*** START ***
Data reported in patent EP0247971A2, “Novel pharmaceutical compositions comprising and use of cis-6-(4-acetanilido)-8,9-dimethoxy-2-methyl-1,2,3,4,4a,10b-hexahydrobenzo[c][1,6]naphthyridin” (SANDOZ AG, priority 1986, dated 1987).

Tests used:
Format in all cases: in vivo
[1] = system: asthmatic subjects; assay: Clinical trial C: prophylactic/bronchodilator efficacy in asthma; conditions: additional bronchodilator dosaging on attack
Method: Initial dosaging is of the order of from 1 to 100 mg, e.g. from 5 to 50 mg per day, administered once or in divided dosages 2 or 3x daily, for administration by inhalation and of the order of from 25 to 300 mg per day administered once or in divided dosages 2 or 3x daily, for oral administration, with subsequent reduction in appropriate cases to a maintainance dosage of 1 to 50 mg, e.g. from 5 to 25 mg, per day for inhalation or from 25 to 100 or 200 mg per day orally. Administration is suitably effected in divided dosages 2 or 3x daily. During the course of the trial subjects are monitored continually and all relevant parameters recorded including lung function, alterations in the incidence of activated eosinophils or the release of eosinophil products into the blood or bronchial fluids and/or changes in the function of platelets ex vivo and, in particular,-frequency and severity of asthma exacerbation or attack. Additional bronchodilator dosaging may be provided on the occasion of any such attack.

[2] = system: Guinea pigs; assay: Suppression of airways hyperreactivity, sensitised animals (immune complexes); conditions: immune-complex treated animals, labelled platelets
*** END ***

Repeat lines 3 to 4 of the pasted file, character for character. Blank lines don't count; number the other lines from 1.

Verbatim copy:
Format in all cases: in vivo
[1] = system: asthmatic subjects; assay: Clinical trial C: prophylactic/bronchodilator efficacy in asthma; conditions: additional bronchodilator dosaging on attack